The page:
Symptom 6: The disorder is often accompanied by depression, anxiety or anger

Dido exhibits excessive anger throughout the text and many examples of this have already been given. She also exhibits some of the classical symptoms of depression, which are included in the DSM-5 as hopelessness, thoughts of suicide and anhedonia (a loss of interest in life and activities the person previously valued or enjoyed). (22) Dido seems to lose interest in her life outside of Aeneas when she falls in love with him, since she allows all the building projects and important activities in her kingdom to come to a standstill. She does not seem to care about any of her previous interests or her kingdom, but instead spends all her time with Aeneas and listening to his stories. In the evenings, when Aeneas is not around, Dido spends her time crying (4.74-89). She experiences strong feelings of hopelessness and despair when Aeneas decides to leave Carthage. She is 'sick of the sight of the day' and longs to die (4.450-451). This does not necessarily indicate that Dido suffered from clinical depression, but it does indicate that symptoms of depression were present, as is common in people with BPD. (23)

BPD is a disorder characterised by instability and constant shifting between extremes, which could offer a good description of the character of Dido in the Aeneid. Her character is one of contradictions, as she is shown to be both a generous, strong queen, but also a woman driven to madness and suicide by love. Her ability to show strong, intense love for Aeneas does not stop her from being able to feel the same level of hatred towards him and her emotions and feelings for others reflect the borderline trait of instability. Looking at Dido as a person suffering from BPD can help us understand her in a whole new way and clarify some of her motives, which may seem uncertain. It is something that makes her unique as a character and reveals a side to her that readers may not have been previously aware of.

The essay competition is sponsored by the Classical Association of South Africa. This paper was judged to be the best student essay submitted to CASA for 2017.

Nina-Mari Grobler (Pretoria University)

BIBLIOGRAPHY

American Psychiatric Association 2013. Diagnostic and statistical manual of mental disorders. 5th ed. American Psychiatric Publishing: Arlington.

Bjorklund, P 2006. No man's land: Gender bias and social constructivism in the diagnosis of borderline personality disorder. Issues in Mental Health Nursing. 27.1:3-23.

Capes-Ivy, Q 2010. Borderline personality disorder--a feminist critique. Available from < https://www.thefword.org.uk/2010/06/borderline_pers/> [Accessed: 31 October 2017].

Desmond, M 1994. Reading Dido. Minneapolis: University of Minnesota Press.

Dyson, J T 1996. Dido as Epicurean. Classical Antiquity 15.2:203-221.

Henry, R M 1930. Medea and Dido. The Classical Review 44.3:97-108.

Nehls, N 1998. Borderline personality disorder: Gender stereotypes, stigma, and limited system of care. Issues in Mental Health Nursing 19.2:97-112.

Nolen-Hoeksema, S 2014. Abnormal Psychology, 6th ed. New York: McGraw-Hill International.

Oakley, M trans. 1997. Virgil'sAeneid. London: Dent.

Shaw, C & Proctor, D 2005. Women at the margins: A critique of the diagnosis of borderline personality disorder. Feminism and Psychology 15.4:483-490.

Shipley, J T 1984. The origins of English words: A discursive dictionary of Indo European roots. Baltimore: The John Hopkins University Press.

Van Nievelt, A 2012. Unhappy Dido and the Aeneid's conquest of the feminine past. The Helicon, (1) Fall issue. Available from <http://www.thehelicon.com/2012/dido/> [Accessed: 23 October 2017].

(1) Desmond 1994:1-2.

(2) For political and gendered readings of Dido, see Desmond 1994.

For a philosophical reading, see Dyson 1996:203-221.

For a feminist reading see Van Nievelt 2012.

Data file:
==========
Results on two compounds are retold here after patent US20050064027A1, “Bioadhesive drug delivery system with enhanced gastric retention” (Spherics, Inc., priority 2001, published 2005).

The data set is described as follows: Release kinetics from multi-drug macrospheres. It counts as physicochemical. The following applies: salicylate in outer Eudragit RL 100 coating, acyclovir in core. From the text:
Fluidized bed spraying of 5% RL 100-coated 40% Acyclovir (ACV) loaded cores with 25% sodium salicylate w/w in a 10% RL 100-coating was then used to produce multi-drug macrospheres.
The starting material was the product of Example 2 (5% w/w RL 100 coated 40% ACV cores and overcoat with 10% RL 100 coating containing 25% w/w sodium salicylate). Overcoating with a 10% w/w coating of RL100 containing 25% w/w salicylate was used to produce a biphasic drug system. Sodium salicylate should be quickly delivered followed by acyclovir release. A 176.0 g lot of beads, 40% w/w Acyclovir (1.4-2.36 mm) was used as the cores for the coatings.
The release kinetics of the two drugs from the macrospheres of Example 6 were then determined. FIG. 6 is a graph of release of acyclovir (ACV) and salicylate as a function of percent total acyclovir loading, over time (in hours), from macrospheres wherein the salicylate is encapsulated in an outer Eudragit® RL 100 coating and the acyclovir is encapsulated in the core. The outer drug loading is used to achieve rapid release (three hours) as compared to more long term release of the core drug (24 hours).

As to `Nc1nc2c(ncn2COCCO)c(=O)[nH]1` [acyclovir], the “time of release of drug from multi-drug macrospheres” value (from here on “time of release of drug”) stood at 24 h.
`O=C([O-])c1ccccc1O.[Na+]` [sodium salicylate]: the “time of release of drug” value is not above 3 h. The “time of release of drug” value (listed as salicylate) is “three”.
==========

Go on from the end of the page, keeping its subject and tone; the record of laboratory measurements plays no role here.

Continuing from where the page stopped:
For literary criticism of Dido's story as well as a comparison between her and a Greek mythological character, see Henry 1930:97-108.

(3) Dido is only visited by Cupid once in Book 1 to kindle her love for Aeneas (Verg. Aen. 1.712-722). In the view of this work, her actions from there on are her own. Even Juno remarks that Dido 'has let love's madness seep to the depths of her being' (4.101).

(4) Translation by M Oakley 1997 used throughout, unless otherwise stated.

(5) American Psychiatric Association 2013.

(6) It is important to note that personality disorders are often hard to diagnose, since it is difficult to distinguish an exact point where normal, functional personality traits end and abnormal dysfunctional traits begin. BPD is particularly hard to diagnose, owing to the 'variety of symptoms ... and their shifting nature' in this disorder, according to NolenHoeksema 2014:251, 263. Furthermore, there is quite some controversy surrounding BPD, including whether it is simply a label or stigma applied to people who do not conform to a patriarchal society's standards of behaviour or to women who do not conform to stereotypical gender roles (Shaw & Proctor 2005:483-490; Capes-Ivy 2010; Nolen-Hoeksema 2014:252), whether diagnosis of the disorder itself leads to further gender stereotyping and stigma (Nehls 1998:97-112) and questions as to why the disorder is diagnosed more often in women and people of colour (Bjorklund 2006:3-23; Nolen-Hoeksema, 2014:264, 279). Nevertheless, it is still a valid psychological diagnosis found in the DSM-5 and I will use it, because I feel it adds value to understanding Dido, her personality and her motivations in new ways.

(7) American Psychiatric Association 2013.

(8) Nolen-Hoeksema 2014:263-265.

(9) Nolen-Hoeksema 2014:264.

(10) Nolen-Hoeksema 2014:264.

(11) Nolen-Hoeksema 2014:265.

(12) A bacchante was an 'orgiastic worshipper or priestess' of Bacchus. The celebrated the Bacchanalia festival, in which the most important event involved the worshippers tearing apart an animal and then eating it with their hands (Shipley 1984:245- 246).

(13) Nolen-Hoeksema 2014:263.

(14) Nolen-Hoeksema 2014:263.

(15) Nolen-Hoeksema 2014:263; 265.

(16) Nolen-Hoeksema 2014:263; 265.

(17) Nolen-Hoeksema 2014:263.

(18) Nolen-Hoeksema 2014:263; 265.

(19) Although it could be argued that Aeneas is the one who is in the wrong here. Their wedding was, after all, ordained by Juno, the goddess of marriage, herself.

(20) Author's own translation.

(21) Nolen-Hoeksema 2014:264.

(22) Nolen-Hoeksema 2014:177.

(23) Nolen-Hoeksema 2014:264.
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Title Annotation:CASA ESSAY
Author:Grobler, Nina-Mari
Publication:Akroterion
Article Type:Critical essay
Geographic Code:1USA
Date:Jan 1, 2017